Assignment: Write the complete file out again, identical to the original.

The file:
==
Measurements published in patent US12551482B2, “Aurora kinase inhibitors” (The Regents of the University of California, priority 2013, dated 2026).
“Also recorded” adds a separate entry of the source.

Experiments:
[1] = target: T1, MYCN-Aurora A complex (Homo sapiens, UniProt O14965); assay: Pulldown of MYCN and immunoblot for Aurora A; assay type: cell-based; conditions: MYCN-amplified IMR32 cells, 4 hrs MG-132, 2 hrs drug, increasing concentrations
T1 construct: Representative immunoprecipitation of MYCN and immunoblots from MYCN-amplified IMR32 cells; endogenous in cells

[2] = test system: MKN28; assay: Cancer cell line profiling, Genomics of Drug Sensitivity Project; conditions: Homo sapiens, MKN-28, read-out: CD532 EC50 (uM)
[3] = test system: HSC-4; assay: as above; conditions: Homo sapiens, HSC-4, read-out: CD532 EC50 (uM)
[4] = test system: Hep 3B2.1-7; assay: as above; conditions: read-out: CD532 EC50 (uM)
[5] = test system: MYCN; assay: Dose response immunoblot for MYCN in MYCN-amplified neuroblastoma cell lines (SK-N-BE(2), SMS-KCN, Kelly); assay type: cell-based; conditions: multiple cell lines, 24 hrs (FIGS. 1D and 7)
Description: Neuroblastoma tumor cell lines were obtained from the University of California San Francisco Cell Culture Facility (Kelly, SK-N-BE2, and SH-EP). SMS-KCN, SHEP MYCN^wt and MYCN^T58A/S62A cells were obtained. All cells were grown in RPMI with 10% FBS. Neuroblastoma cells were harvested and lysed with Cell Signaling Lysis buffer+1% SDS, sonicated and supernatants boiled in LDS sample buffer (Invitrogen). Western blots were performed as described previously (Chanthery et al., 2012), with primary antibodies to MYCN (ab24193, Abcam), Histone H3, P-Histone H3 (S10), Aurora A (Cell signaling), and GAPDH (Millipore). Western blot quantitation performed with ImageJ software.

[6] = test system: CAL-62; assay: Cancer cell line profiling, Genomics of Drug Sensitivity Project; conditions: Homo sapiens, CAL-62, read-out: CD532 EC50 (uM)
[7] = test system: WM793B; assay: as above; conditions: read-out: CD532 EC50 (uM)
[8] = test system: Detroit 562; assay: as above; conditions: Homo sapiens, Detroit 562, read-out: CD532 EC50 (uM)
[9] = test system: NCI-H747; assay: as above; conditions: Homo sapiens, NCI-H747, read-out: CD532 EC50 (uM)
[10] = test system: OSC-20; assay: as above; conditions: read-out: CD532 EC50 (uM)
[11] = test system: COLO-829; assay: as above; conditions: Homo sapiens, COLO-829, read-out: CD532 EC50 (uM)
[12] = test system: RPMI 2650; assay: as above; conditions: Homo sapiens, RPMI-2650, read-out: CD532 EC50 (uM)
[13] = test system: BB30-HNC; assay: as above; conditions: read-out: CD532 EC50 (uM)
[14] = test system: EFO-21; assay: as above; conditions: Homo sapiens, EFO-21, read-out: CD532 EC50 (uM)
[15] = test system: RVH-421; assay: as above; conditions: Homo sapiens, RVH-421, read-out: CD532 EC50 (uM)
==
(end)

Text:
Measurements published in patent US12551482B2, “Aurora kinase inhibitors” (The Regents of the University of California, priority 2013, dated 2026).
“Also recorded” adds a separate entry of the source.

Experiments:
[1] = target: T1, MYCN-Aurora A complex (Homo sapiens, UniProt O14965); assay: Pulldown of MYCN and immunoblot for Aurora A; assay type: cell-based; conditions: MYCN-amplified IMR32 cells, 4 hrs MG-132, 2 hrs drug, increasing concentrations
T1 construct: Representative immunoprecipitation of MYCN and immunoblots from MYCN-amplified IMR32 cells; endogenous in cells

[2] = test system: MKN28; assay: Cancer cell line profiling, Genomics of Drug Sensitivity Project; conditions: Homo sapiens, MKN-28, read-out: CD532 EC50 (uM)
[3] = test system: HSC-4; assay: as above; conditions: Homo sapiens, HSC-4, read-out: CD532 EC50 (uM)
[4] = test system: Hep 3B2.1-7; assay: as above; conditions: read-out: CD532 EC50 (uM)
[5] = test system: MYCN; assay: Dose response immunoblot for MYCN in MYCN-amplified neuroblastoma cell lines (SK-N-BE(2), SMS-KCN, Kelly); assay type: cell-based; conditions: multiple cell lines, 24 hrs (FIGS. 1D and 7)
Description: Neuroblastoma tumor cell lines were obtained from the University of California San Francisco Cell Culture Facility (Kelly, SK-N-BE2, and SH-EP). SMS-KCN, SHEP MYCN^wt and MYCN^T58A/S62A cells were obtained. All cells were grown in RPMI with 10% FBS. Neuroblastoma cells were harvested and lysed with Cell Signaling Lysis buffer+1% SDS, sonicated and supernatants boiled in LDS sample buffer (Invitrogen). Western blots were performed as described previously (Chanthery et al., 2012), with primary antibodies to MYCN (ab24193, Abcam), Histone H3, P-Histone H3 (S10), Aurora A (Cell signaling), and GAPDH (Millipore). Western blot quantitation performed with ImageJ software.

[6] = test system: CAL-62; assay: Cancer cell line profiling, Genomics of Drug Sensitivity Project; conditions: Homo sapiens, CAL-62, read-out: CD532 EC50 (uM)
[7] = test system: WM793B; assay: as above; conditions: read-out: CD532 EC50 (uM)
[8] = test system: Detroit 562; assay: as above; conditions: Homo sapiens, Detroit 562, read-out: CD532 EC50 (uM)
[9] = test system: NCI-H747; assay: as above; conditions: Homo sapiens, NCI-H747, read-out: CD532 EC50 (uM)
[10] = test system: OSC-20; assay: as above; conditions: read-out: CD532 EC50 (uM)
[11] = test system: COLO-829; assay: as above; conditions: Homo sapiens, COLO-829, read-out: CD532 EC50 (uM)
[12] = test system: RPMI 2650; assay: as above; conditions: Homo sapiens, RPMI-2650, read-out: CD532 EC50 (uM)
[13] = test system: BB30-HNC; assay: as above; conditions: read-out: CD532 EC50 (uM)
[14] = test system: EFO-21; assay: as above; conditions: Homo sapiens, EFO-21, read-out: CD532 EC50 (uM)
[15] = test system: RVH-421; assay: as above; conditions: Homo sapiens, RVH-421, read-out: CD532 EC50 (uM)